The Resurgence of the West: How a Transatlantic Union Can Prevent War and Restore the United States and Europe
The U.S. economy appears to be coming apart at the seams. Unemployment remains at nearly ten percent, the highest level in almost 30 years; foreclosures have forced millions of Americans out of their homes; and real incomes have fallen faster and further than at any time since the Great Depression. Many of those laid off fear that the jobs they have lost—the secure, often unionized, industrial jobs that provided wealth, security, and opportunity—will never return. They are probably right.
And yet a curious thing has happened in the midst of all this misery. The wealthiest Americans, among them presumably the very titans of global finance whose misadventures brought about the financial meltdown, got richer. And not just a little bit richer; a lot richer. In 2009, the average income of the top five percent of earners went up, while on average everyone else's income went down. This was not an anomaly but rather a continuation of a 40-year trend of ballooning incomes at the very top and stagnant incomes in the middle and at the bottom. The share of total income going to the top one percent has increased from roughly eight percent in the 1960s to more than 20 percent today.
This is what the political scientists Jacob Hacker and Paul Pierson call the "winner-take-all economy." It is not a picture of a healthy society. Such a level of economic inequality, not seen in the United States since the eve of the Great Depression, bespeaks a political economy in which the financial rewards are increasingly concentrated among a tiny elite and whose risks are borne by an increasingly exposed and unprotected middle class. Income inequality in the United States is higher than in any other advanced industrial democracy and by conventional measures comparable to that in countries such as Ghana, Nicaragua, and Turkmenistan. It breeds political polarization, mistrust, and resentment between the haves and the have-nots and tends to distort the workings of a democratic political system in which money increasingly confers political voice and power.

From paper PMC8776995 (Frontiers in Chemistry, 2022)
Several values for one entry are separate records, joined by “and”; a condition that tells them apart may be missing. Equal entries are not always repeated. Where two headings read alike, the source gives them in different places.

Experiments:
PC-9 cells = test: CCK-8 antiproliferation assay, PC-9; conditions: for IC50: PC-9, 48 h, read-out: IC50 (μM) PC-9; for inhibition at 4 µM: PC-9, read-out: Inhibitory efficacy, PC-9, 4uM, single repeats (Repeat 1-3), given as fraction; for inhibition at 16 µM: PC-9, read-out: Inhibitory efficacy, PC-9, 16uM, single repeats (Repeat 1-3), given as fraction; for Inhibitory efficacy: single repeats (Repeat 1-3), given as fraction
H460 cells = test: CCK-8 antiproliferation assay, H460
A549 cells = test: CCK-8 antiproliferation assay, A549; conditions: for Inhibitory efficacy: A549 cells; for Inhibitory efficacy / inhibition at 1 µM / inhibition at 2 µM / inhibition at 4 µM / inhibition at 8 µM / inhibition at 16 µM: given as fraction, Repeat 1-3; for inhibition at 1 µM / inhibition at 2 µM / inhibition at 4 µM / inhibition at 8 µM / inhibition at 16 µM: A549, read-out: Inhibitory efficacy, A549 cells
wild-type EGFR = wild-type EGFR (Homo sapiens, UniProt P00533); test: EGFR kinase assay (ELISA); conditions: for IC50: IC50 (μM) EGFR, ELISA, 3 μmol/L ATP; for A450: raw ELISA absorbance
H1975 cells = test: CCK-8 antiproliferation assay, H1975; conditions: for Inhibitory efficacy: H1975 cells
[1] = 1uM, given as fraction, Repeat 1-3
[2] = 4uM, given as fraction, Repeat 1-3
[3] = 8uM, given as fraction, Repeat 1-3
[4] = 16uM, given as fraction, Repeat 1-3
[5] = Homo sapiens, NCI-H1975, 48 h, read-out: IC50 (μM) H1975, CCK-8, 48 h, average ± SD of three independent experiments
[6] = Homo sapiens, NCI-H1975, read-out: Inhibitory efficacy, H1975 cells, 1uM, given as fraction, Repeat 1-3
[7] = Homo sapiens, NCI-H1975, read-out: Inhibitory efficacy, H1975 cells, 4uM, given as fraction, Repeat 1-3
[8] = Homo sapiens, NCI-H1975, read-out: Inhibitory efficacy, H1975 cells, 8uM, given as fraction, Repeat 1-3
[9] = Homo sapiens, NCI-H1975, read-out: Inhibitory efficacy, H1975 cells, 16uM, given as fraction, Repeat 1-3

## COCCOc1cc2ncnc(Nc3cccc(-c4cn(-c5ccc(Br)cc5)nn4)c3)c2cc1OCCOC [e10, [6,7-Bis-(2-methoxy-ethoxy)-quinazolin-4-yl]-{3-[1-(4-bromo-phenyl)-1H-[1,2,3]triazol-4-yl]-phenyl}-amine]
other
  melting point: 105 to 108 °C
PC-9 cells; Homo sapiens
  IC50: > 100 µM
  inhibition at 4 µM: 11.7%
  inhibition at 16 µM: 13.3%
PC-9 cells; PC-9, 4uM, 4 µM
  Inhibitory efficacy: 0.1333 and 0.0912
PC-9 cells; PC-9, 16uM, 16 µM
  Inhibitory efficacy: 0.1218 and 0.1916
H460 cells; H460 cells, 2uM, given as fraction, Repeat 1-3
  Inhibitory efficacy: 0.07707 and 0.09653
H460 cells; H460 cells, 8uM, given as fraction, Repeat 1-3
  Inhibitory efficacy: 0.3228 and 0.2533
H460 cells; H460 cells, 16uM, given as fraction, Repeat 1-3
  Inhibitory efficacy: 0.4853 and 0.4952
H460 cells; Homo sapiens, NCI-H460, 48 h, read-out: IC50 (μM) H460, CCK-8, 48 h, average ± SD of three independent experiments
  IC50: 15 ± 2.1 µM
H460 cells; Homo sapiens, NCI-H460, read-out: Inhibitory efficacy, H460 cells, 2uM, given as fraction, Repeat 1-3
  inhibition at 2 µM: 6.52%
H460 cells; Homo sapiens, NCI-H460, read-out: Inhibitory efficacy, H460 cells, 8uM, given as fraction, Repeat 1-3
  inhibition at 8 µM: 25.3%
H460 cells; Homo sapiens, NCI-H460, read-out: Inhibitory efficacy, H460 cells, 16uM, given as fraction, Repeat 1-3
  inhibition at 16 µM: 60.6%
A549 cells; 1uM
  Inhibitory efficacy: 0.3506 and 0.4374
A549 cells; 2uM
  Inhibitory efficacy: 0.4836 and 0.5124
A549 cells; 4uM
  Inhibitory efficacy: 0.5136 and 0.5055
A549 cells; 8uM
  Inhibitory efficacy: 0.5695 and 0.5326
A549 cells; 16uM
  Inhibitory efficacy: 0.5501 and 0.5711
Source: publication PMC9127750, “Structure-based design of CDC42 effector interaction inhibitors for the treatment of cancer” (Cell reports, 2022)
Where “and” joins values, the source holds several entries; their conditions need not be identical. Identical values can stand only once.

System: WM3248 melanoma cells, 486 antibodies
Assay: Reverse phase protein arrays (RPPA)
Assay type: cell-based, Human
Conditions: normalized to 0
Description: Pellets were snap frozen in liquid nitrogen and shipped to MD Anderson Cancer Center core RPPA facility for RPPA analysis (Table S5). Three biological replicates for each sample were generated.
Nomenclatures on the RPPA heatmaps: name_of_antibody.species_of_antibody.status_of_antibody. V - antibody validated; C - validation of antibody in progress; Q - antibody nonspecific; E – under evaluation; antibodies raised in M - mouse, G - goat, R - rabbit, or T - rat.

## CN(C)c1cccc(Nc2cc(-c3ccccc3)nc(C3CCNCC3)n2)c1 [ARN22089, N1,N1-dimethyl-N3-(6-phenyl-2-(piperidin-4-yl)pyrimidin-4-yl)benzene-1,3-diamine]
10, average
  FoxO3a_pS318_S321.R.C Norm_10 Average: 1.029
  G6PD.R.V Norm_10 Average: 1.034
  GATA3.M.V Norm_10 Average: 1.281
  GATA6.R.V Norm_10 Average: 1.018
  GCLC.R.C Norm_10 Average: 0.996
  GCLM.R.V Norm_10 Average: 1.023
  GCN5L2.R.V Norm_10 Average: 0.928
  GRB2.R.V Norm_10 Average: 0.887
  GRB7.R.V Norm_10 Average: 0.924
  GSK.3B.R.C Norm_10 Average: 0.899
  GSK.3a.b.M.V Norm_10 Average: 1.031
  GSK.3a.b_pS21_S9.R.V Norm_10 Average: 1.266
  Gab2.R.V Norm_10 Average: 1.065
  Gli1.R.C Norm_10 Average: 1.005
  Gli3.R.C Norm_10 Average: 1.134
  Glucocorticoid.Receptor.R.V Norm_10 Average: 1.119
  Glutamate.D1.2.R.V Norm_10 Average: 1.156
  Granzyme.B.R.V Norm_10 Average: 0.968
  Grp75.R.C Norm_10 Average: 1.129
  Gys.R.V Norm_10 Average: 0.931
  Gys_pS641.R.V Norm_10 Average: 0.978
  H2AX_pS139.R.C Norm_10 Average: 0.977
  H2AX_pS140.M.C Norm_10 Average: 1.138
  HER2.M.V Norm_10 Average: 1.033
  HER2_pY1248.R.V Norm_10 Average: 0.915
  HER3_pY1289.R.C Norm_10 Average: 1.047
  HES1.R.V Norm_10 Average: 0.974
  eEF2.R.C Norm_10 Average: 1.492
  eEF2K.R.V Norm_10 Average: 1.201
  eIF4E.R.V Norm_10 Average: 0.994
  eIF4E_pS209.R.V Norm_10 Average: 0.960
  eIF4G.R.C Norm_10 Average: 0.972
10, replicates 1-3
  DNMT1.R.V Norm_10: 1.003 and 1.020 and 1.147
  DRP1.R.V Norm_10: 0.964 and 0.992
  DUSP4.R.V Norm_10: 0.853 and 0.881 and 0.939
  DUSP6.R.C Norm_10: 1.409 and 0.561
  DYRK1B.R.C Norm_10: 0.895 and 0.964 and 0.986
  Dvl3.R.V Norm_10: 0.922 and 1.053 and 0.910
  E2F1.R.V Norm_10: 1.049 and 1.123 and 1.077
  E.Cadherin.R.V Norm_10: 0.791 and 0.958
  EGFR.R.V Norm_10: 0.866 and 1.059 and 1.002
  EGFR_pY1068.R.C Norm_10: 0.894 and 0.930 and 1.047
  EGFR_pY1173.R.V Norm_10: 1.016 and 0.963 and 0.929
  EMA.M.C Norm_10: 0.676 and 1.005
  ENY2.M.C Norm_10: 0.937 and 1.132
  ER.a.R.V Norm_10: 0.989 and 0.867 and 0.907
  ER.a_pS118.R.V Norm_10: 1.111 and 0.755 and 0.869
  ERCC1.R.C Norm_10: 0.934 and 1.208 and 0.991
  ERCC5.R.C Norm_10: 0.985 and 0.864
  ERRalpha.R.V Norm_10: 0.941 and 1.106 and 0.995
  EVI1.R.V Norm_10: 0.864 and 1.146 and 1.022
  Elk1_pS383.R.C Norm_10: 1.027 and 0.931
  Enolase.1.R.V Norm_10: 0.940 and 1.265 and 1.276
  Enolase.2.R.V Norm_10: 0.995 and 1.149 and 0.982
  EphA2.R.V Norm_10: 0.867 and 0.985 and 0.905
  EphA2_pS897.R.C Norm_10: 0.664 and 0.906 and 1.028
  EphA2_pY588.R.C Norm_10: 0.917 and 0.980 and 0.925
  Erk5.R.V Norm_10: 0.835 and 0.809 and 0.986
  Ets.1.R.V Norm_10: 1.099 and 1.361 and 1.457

It is generally presumed that economic forces alone are responsible for this astonishing concentration of wealth. Technological changes, particularly the information revolution, have transformed the economy, making workers more productive and placing a premium on intellectual, rather than manual, labor. Simultaneously, the rise of global markets—itself accelerated by information technology—has hollowed out the once dominant U.S. manufacturing sector and reoriented the U.S. economy toward the service sector. The service economy also rewards the educated, with high-paying professional jobs in finance, health care, and information technology. At the low end, however, jobs in the service economy are concentrated in retail sales and entertainment, where salaries are low, unions are weak, and workers are expendable.